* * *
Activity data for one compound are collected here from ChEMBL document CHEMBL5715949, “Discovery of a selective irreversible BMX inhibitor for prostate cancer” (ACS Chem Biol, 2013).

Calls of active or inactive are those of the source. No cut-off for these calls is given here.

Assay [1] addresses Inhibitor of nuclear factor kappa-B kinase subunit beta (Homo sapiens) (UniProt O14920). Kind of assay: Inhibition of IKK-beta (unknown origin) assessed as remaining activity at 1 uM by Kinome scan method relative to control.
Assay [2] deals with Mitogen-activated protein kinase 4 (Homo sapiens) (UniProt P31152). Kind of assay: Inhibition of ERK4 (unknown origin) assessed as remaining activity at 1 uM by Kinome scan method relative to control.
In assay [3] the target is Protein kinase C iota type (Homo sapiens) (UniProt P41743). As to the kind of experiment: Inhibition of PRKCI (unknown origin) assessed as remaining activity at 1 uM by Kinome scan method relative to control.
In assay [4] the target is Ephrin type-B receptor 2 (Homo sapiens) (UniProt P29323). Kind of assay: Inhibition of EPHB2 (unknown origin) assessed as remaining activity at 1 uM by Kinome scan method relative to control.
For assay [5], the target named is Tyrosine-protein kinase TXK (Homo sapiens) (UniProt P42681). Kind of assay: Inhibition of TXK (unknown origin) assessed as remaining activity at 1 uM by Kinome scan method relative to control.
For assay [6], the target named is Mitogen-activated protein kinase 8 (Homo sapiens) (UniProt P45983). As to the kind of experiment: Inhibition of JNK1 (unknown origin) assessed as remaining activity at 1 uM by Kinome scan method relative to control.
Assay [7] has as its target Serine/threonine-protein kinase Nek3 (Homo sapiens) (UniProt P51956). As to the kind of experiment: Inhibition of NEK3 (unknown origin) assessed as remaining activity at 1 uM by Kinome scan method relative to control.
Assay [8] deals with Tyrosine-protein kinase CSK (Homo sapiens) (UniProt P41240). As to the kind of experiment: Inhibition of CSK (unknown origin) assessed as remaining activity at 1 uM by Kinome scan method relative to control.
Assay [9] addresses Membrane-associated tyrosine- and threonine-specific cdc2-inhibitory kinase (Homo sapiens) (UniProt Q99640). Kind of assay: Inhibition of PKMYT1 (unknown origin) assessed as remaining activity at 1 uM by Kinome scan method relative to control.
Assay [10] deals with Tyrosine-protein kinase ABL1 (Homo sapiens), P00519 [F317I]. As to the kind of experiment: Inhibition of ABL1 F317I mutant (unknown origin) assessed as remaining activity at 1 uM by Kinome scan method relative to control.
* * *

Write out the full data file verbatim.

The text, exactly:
Activity data for one compound are collected here from ChEMBL document CHEMBL5715949, “Discovery of a selective irreversible BMX inhibitor for prostate cancer” (ACS Chem Biol, 2013).

Calls of active or inactive are those of the source. No cut-off for these calls is given here.

Assay [1] addresses Inhibitor of nuclear factor kappa-B kinase subunit beta (Homo sapiens) (UniProt O14920). Kind of assay: Inhibition of IKK-beta (unknown origin) assessed as remaining activity at 1 uM by Kinome scan method relative to control.
Assay [2] deals with Mitogen-activated protein kinase 4 (Homo sapiens) (UniProt P31152). Kind of assay: Inhibition of ERK4 (unknown origin) assessed as remaining activity at 1 uM by Kinome scan method relative to control.
In assay [3] the target is Protein kinase C iota type (Homo sapiens) (UniProt P41743). As to the kind of experiment: Inhibition of PRKCI (unknown origin) assessed as remaining activity at 1 uM by Kinome scan method relative to control.
In assay [4] the target is Ephrin type-B receptor 2 (Homo sapiens) (UniProt P29323). Kind of assay: Inhibition of EPHB2 (unknown origin) assessed as remaining activity at 1 uM by Kinome scan method relative to control.
For assay [5], the target named is Tyrosine-protein kinase TXK (Homo sapiens) (UniProt P42681). Kind of assay: Inhibition of TXK (unknown origin) assessed as remaining activity at 1 uM by Kinome scan method relative to control.
For assay [6], the target named is Mitogen-activated protein kinase 8 (Homo sapiens) (UniProt P45983). As to the kind of experiment: Inhibition of JNK1 (unknown origin) assessed as remaining activity at 1 uM by Kinome scan method relative to control.
Assay [7] has as its target Serine/threonine-protein kinase Nek3 (Homo sapiens) (UniProt P51956). As to the kind of experiment: Inhibition of NEK3 (unknown origin) assessed as remaining activity at 1 uM by Kinome scan method relative to control.
Assay [8] deals with Tyrosine-protein kinase CSK (Homo sapiens) (UniProt P41240). As to the kind of experiment: Inhibition of CSK (unknown origin) assessed as remaining activity at 1 uM by Kinome scan method relative to control.
Assay [9] addresses Membrane-associated tyrosine- and threonine-specific cdc2-inhibitory kinase (Homo sapiens) (UniProt Q99640). Kind of assay: Inhibition of PKMYT1 (unknown origin) assessed as remaining activity at 1 uM by Kinome scan method relative to control.
Assay [10] deals with Tyrosine-protein kinase ABL1 (Homo sapiens), P00519 [F317I]. As to the kind of experiment: Inhibition of ABL1 F317I mutant (unknown origin) assessed as remaining activity at 1 uM by Kinome scan method relative to control.